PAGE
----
Gynecologic cancers account for approximately 13% of all cancers that affect women. They are responsible for 10% of the cancer deaths among women.
The female reproductive tract is comprised of the ovaries, fallopian tubes, uterus, cervix, vagina, and vulva. Together, these organs allow a woman to become pregnant, protect and nourish an unborn baby, and to give birth. An understanding of each organ and its role in reproduction may help the patient to understand her particular gynecologic cancer. There are two ovaries, which are the internal organs dedicated to producing eggs. Released eggs are captured by the fallopian tubes, through which the egg (or fertilized egg) travels to the womb (uterus). The lining of the uterus (endometrium) responds to female hormones, such as estrogen, and becomes thickened to allow for implantation of a fertilized egg. The cervix is the opening of the uterus which opens (dilates) during labor to allow for passage of the baby. The vagina is a short tube that extends from the outer female genitalia (vulva) to the cervix.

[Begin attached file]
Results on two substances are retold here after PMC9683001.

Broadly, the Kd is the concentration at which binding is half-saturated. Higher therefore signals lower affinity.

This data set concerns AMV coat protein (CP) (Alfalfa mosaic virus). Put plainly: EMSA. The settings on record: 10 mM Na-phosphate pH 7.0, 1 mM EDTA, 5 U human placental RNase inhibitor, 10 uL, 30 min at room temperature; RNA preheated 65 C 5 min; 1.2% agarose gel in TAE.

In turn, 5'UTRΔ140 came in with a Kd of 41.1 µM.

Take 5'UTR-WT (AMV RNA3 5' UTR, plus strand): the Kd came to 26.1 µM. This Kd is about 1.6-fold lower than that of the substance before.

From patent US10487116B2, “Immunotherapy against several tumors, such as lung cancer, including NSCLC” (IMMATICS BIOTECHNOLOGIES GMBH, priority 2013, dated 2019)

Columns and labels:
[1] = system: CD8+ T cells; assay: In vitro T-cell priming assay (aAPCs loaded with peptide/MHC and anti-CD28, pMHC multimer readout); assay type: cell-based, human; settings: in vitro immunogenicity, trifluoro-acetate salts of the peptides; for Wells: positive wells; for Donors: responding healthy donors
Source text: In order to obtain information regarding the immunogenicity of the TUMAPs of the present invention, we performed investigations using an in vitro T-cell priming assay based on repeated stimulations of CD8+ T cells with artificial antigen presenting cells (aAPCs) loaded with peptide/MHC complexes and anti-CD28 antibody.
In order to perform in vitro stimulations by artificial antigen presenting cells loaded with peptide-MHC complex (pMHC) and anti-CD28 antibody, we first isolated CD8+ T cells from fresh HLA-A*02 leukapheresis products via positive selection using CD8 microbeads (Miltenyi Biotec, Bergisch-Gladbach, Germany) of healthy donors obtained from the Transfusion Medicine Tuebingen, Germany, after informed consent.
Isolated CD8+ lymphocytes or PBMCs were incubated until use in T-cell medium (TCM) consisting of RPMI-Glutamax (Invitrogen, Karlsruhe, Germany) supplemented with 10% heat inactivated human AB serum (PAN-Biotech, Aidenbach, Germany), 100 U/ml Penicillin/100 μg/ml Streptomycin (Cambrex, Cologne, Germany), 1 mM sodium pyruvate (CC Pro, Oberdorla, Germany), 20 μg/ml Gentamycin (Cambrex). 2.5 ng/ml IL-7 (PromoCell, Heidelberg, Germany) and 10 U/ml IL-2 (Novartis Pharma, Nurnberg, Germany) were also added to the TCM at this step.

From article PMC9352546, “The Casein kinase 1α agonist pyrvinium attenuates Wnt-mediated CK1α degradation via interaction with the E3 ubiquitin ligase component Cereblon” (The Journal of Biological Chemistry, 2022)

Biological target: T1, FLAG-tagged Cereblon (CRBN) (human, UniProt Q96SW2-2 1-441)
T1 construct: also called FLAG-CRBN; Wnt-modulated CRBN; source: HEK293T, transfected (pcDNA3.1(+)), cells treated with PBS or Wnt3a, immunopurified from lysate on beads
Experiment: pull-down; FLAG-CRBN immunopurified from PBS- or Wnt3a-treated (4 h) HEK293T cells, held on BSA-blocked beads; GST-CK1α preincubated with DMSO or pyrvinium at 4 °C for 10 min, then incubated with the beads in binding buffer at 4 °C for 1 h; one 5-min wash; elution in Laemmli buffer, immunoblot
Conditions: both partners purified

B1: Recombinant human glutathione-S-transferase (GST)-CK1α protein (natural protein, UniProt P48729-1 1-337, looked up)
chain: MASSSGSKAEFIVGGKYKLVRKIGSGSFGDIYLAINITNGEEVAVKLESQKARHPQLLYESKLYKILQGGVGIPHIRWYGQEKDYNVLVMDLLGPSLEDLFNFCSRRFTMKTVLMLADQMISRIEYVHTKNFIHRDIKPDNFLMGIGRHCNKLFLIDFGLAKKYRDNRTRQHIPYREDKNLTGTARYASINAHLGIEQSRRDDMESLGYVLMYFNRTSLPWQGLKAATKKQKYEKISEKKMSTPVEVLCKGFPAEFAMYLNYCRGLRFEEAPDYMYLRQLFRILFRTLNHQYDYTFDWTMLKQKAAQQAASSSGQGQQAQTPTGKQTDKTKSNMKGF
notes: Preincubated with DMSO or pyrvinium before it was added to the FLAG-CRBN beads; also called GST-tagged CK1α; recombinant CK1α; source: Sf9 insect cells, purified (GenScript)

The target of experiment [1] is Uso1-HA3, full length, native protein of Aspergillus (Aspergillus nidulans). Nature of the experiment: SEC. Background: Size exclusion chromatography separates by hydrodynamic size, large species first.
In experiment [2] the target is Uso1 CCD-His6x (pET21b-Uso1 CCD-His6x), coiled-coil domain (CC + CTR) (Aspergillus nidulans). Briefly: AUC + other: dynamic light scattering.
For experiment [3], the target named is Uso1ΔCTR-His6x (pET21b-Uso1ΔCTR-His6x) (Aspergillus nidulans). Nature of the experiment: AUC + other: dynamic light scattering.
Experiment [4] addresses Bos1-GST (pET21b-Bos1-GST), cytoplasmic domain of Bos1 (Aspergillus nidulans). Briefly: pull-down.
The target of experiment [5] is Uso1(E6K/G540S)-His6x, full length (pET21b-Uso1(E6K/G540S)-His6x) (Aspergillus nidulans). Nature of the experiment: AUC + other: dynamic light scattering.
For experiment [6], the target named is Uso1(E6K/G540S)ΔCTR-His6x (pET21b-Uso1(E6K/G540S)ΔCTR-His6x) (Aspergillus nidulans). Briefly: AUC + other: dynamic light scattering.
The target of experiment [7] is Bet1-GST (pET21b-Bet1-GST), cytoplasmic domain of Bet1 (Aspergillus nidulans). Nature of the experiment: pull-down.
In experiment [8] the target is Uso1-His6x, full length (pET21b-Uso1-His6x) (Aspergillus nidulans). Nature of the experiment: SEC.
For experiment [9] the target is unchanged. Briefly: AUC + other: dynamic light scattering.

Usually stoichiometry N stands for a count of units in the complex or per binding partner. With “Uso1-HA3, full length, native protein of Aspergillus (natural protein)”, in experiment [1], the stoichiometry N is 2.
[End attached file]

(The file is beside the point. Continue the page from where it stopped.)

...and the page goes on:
Gynecologic cancers are defined not solely by the organ affected but also by the type of cancerous cells in the tumor. The type of cancer depends on the cell types that make up an organ. Adenocarcinomas are cancers that contain primarily cells originating from glands or ducts. Squamous cell carcinomas are tumors that arose from squamous cells, the main cell type found in skin. Sarcomas are cancers that originated from cells of basic connective tissue (mesenchymal cells). Sarcomas are comprised of cells that have become specialized (differentiated) and are named according to the predominant cell type. Endometroid tumors are those that originated from the endometrium. Clear-cell carcinoma is a rare gynecologic tumor that contains cells from the mullerian duct, which gives rise to the uterus, vagina, and fallopian tubes during development.
Because the reproductive organs are interconnected, spread of cancer from one organ to another (direct extension) is not uncommon. Gynecologic cancer carries the
name of the organ where the cancer originated (primary cancer site). For example, a tumor restricted to the vagina would be "primary vaginal cancer, " whereas one that has extended from the cervix to the vagina would be "primary cervical cancer."
Belinda Rowland Ph.D., The Gale Group Inc., Gale, Detroit,